Sorafenib in combination with azacitidine in older patients with FLT3-ITD mutated acute myeloid leukemia

Sorafenib in combination with azacitidine have been shown to be well tolerated and effective in older patients with relapsed/refractory FMS-like tyrosine kinase 3–internal tandem duplication (FLT3-ITD) acute myeloid leukemia (AML).1 Based on this, a group of researchers from the MD Anderson Cancer Center, Houston, Texas, investigated the safety and efficacy of sorafenib, a multi-kinase inhibitor with significant FMS–like tyrosine kinase 3 (FLT3) inhibitory activity, in combination with azacitidine in older patients who are unsuitable for standard chemotherapy with newly diagnosed FLT3-ITD mutated AML. The results of this study were published in the American Journal of Hematology in July 2018.2

In this study, 27 patients (median age = 74 years; range, 61–86) with newly diagnosed untreated AML who underwent frontline therapy in two separate clinical trials (NCT02196857 [phase II portion of a phase I/II study] and NCT01254890 [phase II study]) were included. Patients were treated with a regimen consisting of azacitidine (75 mg/m2 daily for 7 days) and sorafenib (400 mg twice daily). Patients underwent a median of three (range; 1–35) treatment cycles.

Key findings:
  • Overall response rate: 78% (21/27)
    • Complete response (CR): 26% (7/27)
    • CR with incomplete recovery of peripheral blood counts (CRi)/CRp: 44% (12/27)
    • Partial response: 7% (2/27)
  • Median time to achieve response: 1.8 months (range, 0.62–4.96 months)
  • Median duration of CR/CRp/CRi: 14.5 months (range, 11–28.7 months)
  • Three responding patients (11%) proceeded to allogeneic stem cell transplantation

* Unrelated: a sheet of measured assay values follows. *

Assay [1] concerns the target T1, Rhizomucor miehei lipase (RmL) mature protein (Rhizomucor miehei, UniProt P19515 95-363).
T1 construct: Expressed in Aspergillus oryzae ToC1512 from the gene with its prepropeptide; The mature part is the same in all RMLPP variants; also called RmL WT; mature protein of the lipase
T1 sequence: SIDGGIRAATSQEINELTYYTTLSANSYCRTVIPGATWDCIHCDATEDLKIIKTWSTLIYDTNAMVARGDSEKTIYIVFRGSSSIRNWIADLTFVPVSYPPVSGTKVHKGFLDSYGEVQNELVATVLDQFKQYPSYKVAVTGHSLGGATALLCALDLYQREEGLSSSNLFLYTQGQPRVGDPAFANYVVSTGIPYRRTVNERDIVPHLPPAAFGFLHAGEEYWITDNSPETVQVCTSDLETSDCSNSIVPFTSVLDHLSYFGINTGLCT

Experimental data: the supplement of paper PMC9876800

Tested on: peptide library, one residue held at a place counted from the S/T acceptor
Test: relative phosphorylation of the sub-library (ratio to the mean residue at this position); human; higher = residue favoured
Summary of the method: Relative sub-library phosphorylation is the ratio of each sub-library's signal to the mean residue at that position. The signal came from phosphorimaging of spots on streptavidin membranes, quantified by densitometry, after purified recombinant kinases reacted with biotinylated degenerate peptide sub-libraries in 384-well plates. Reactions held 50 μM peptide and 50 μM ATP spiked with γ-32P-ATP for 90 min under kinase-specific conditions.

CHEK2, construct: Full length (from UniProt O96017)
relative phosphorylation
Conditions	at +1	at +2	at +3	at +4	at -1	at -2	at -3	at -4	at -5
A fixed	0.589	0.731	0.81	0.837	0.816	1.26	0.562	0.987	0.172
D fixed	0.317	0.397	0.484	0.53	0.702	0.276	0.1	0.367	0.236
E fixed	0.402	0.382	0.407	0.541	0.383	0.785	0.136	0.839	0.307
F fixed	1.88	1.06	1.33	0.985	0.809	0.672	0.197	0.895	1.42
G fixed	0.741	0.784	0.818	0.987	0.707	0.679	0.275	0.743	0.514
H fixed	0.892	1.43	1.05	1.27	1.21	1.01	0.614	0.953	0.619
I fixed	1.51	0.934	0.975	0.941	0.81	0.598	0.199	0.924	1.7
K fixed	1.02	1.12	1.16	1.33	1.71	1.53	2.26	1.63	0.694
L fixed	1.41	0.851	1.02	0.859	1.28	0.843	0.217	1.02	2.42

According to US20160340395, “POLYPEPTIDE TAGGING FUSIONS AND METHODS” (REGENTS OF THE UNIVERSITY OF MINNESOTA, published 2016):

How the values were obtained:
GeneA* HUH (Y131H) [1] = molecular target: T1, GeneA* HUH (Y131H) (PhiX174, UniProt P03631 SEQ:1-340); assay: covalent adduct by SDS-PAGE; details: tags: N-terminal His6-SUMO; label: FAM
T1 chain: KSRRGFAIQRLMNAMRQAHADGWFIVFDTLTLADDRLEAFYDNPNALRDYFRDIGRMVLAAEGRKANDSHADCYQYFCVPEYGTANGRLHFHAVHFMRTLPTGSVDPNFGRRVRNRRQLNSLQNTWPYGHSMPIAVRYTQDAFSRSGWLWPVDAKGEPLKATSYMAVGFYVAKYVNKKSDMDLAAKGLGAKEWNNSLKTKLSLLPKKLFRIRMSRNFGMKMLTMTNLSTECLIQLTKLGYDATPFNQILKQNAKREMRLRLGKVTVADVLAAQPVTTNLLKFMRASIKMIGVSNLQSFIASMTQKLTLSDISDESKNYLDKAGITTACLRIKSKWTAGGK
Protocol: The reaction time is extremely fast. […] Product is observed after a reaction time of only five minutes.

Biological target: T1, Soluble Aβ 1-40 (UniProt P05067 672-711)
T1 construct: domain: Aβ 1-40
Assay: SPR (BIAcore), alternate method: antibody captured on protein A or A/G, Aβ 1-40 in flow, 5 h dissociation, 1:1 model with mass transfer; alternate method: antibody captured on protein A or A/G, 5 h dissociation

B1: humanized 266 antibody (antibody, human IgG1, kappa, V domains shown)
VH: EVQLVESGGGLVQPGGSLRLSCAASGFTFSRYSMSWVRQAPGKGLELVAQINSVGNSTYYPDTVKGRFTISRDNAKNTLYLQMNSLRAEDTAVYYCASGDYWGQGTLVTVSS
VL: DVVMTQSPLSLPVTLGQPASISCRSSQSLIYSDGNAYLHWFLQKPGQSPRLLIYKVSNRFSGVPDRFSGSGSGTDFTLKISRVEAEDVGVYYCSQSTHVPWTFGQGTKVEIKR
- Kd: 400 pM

• Median follow-up time: 4.1 months (range, 3.0–17.3 months)
    • Median overall survival (OS): 8.3 months (range, 1–63 months)
    • Median OS in responders (n = 19) and non-responders (n = 8): 9.2 (range, 2 – 63) vs 2.8 (range, 1–9) months, respectively, P = 0.007
    • Median relapse-free survival in all patients: 7.1 months (range, 1–29 months)
  • The most common grade 1–2 adverse events (AEs) were hyperbilirubinemia (22%), diarrhea (22%), fatigue (22%), and nausea (19%)
  • The most common grade 3–4 AEs were infections (26%) and neutropenic fever (26%)
  • There were no early deaths recorded within 14 days of the study

In summary, findings of this study suggests that the combination of sorafenib and azacitidine is “well tolerated” and effective in older patients with newly diagnosed FLT3-ITD mutated AML. The authors noted that the results of this study were “encouraging”.

Key limitation of this study includes the small sample size. The researchers recommend larger studies that can examine fully the benefit of sorafenib plus azacitidine in elderly patients with AML.

  1. Ravandi F. et al. Phase 2 study of azacytidine plus sorafenib in patients with acute myeloid leukemia and FLT-3 internal tandem duplication mutation. Blood 2013; 121: 4655–4662. DOI: 10.1182/blood-2013-01-480228. Epub 2013 Apr 23.
  2. Ohanian M. et al. Sorafenib Combined with 5-azacytidine (AZA) in Older Patients with Untreated FLT3-ITD Mutated Acute Myeloid Leukemia (AML). Am J Hematol. 2018 Jul 20. DOI: 10.1002/ajh.25198. [Epub ahead of print].
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